Billingsley Elementary School fourth-graders Elysia Richardson left, and Chania Hick sits on either side of Diana Gyuras, their physical education teacher, to learn more about Speed Stacking. Gyuras was recently honored by SHAPE Maryland with the Simon McNeely Award for outstanding teaching and service in health, physical education, recreation or dance.

It was a blessing in disguise, really. “He gave me a great gift,” Gyuras said, who is now dually certified to teach in a classroom and a gym. She has been a PE teacher for nine years spending eight at J.C. Parks Elementary School before moving to Billingsley Elementary School which opened its doors to students on Sept. 3.

“It’s an exceptional place to be,” Gyuras said of becoming a Bobcat. “Our principal is building a tremendous community at Billingsley. There is so much excitement coming from everyone. It has reignited my love for being a teacher.”

Teaching PE to the school system’s youngest learners means starting at the beginning. Students learn the fundamentals of throwing and catching. They are taught the importance of exercise and minding their fitness. Sportsmanship and losing gracefully are engrained in almost every activity.

Gyuras stays up to date on subject matter, networking with other teachers and going online to see what students are learning and liking. Gyuras brought back Speed Stacks from the SHAPE conference to use with students. Speed Stacks are used for sport stacking — quickly stacking cups in various patterns. The exercise could look like kids goofing off, but it is developing eye-hand coordination and dexterity, skills that translate to other sports and activities. Gyuras would like to start a sport stacking club at Billingsley, eventually competing against teams from other schools.

She points to research that shows a connection between brain development and physical activity. “The more active a student is, the better they will do in class,” Gyuras said. “Exercise boosts their mood and their ability to focus.”

Guiding students toward healthy choices

As a student at the University of Maryland, Aley was set on becoming a physical therapist. She always had an interest in anatomy and exercise psychology. One of her professors, Dr. Elizabeth Brown, helped Aley find her niche which led to her becoming a teacher.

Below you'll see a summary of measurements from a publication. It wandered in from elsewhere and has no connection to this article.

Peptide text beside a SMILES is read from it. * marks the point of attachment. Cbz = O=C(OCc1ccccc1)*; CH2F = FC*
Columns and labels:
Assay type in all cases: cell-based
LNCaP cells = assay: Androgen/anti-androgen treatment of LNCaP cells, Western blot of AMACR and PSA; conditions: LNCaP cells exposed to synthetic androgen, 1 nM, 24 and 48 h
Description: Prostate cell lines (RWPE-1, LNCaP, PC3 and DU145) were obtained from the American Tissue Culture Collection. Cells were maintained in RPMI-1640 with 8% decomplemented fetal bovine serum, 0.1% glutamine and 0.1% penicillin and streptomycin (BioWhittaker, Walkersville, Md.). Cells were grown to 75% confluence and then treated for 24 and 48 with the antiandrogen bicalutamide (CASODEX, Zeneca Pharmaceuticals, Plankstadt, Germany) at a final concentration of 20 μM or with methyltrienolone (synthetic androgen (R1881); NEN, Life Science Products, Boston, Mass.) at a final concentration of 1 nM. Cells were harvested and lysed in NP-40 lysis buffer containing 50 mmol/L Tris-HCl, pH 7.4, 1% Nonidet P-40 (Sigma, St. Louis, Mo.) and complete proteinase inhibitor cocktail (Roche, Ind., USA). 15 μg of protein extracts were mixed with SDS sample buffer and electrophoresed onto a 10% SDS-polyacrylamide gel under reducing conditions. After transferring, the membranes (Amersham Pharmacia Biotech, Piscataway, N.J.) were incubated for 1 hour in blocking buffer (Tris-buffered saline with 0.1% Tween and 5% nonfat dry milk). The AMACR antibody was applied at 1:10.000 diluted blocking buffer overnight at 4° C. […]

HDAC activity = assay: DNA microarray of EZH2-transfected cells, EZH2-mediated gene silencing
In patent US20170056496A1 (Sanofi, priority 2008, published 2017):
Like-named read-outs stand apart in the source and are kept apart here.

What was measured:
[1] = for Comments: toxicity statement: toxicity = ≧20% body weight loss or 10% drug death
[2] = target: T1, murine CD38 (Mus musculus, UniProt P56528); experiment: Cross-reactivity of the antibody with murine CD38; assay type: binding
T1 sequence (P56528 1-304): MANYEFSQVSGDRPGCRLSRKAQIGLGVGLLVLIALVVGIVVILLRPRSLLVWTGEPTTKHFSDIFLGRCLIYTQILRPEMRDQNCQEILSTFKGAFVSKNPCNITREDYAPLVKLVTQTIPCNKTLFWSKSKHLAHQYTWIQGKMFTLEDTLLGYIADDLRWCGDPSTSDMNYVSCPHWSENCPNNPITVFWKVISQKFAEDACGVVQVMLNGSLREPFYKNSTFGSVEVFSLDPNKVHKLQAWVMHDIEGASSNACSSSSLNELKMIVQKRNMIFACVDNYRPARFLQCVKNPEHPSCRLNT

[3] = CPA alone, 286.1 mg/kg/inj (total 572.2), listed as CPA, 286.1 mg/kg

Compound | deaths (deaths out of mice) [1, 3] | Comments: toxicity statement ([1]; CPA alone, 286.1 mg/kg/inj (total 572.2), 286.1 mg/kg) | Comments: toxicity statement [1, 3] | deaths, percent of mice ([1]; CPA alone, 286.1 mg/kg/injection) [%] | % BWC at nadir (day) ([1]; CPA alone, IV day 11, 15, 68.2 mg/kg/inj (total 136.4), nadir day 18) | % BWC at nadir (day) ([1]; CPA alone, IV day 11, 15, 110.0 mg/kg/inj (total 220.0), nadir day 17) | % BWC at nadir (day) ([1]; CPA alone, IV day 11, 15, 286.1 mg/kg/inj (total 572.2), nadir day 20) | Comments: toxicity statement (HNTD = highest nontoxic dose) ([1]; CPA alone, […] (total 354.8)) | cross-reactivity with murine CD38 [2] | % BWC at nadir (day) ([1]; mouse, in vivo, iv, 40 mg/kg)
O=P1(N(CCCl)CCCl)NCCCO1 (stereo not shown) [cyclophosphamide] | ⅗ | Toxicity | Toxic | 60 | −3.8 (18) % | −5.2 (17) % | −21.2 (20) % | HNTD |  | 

Aley knew she liked working with kids and what she was studying in school flowed nicely into physical education and health. After earning a bachelor’s degree in kinesiological sciences and a master’s in curriculum and instruction from Maryland, Aley became an elementary school PE teacher for Anne Arundel County Public Schools.

She started at Benjamin Stoddert Middle School two years ago. The shift from elementary to middle school was a big one. Having learned athletic fundamentals and skills in elementary school, students in middle school start thinking more about strategy and tactics used in different sports while better developing their abilities.

Michelle Ignaszewski, left, is an adapted physical education teacher at the F.B. Gwynn Educational Center. She was named the state’s Adapted Physical Education Teacher of the Year by SHAPE Maryland. The state chapter of the Society of Health and Physical Educators promotes health and wellness. Recently, she and her students, including sixth grader Ja’mari Huff, work on basketball skills.

There is also the health component in PE. Aley talks with students about the importance of fitness and making good choices. She talks to them about exercise and how it can benefit them in other areas of their lives — physically and emotionally. In middle school, subjects broached could vary from alcohol and substance abuse, to the dangers of smoking and vaping, to puberty and reproduction.  

“I love middle school,” Aley said. “Being able to connect with students and having them buy into what I’m saying to them.” She talks to them about being “informed consumers” who make choices for themselves.

Aley writes curriculum for CCPS, is a member of the school system’s professional development team and teaches at the College of Southern Maryland. “She is great instructional and is always willing to share resources and information across the county when she presents at CCPS in-service activities,” Hodges said.

Four other PE teachers with CCPS were awarded scholarships to attend the SHAPE MD conference including Alison Cheney and Rebekah Colatruglio, both of North Point High School, Matt Golonka of Theodore G. Davis Middle School and Kelsey Mills of St. Charles High School.